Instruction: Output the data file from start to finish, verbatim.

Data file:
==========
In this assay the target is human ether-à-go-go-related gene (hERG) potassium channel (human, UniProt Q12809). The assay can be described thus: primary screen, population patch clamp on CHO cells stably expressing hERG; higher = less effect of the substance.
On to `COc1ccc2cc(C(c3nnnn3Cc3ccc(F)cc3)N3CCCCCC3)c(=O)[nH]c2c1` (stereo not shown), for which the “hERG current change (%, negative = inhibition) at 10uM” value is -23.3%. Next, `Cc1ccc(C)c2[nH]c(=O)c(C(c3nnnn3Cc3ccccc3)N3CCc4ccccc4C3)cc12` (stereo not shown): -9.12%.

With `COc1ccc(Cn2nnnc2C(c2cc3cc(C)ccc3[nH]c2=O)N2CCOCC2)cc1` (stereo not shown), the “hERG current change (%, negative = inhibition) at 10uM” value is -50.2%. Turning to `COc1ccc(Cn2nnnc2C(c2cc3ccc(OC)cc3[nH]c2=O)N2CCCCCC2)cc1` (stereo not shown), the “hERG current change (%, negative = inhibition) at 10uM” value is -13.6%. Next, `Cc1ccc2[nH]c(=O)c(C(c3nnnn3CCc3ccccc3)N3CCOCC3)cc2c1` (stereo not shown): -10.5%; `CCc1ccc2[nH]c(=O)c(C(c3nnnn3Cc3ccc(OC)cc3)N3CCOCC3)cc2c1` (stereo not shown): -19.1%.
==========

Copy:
In this assay the target is human ether-à-go-go-related gene (hERG) potassium channel (human, UniProt Q12809). The assay can be described thus: primary screen, population patch clamp on CHO cells stably expressing hERG; higher = less effect of the substance.
On to `COc1ccc2cc(C(c3nnnn3Cc3ccc(F)cc3)N3CCCCCC3)c(=O)[nH]c2c1` (stereo not shown), for which the “hERG current change (%, negative = inhibition) at 10uM” value is -23.3%. Next, `Cc1ccc(C)c2[nH]c(=O)c(C(c3nnnn3Cc3ccccc3)N3CCc4ccccc4C3)cc12` (stereo not shown): -9.12%.

With `COc1ccc(Cn2nnnc2C(c2cc3cc(C)ccc3[nH]c2=O)N2CCOCC2)cc1` (stereo not shown), the “hERG current change (%, negative = inhibition) at 10uM” value is -50.2%. Turning to `COc1ccc(Cn2nnnc2C(c2cc3ccc(OC)cc3[nH]c2=O)N2CCCCCC2)cc1` (stereo not shown), the “hERG current change (%, negative = inhibition) at 10uM” value is -13.6%. Next, `Cc1ccc2[nH]c(=O)c(C(c3nnnn3CCc3ccccc3)N3CCOCC3)cc2c1` (stereo not shown): -10.5%; `CCc1ccc2[nH]c(=O)c(C(c3nnnn3Cc3ccc(OC)cc3)N3CCOCC3)cc2c1` (stereo not shown): -19.1%.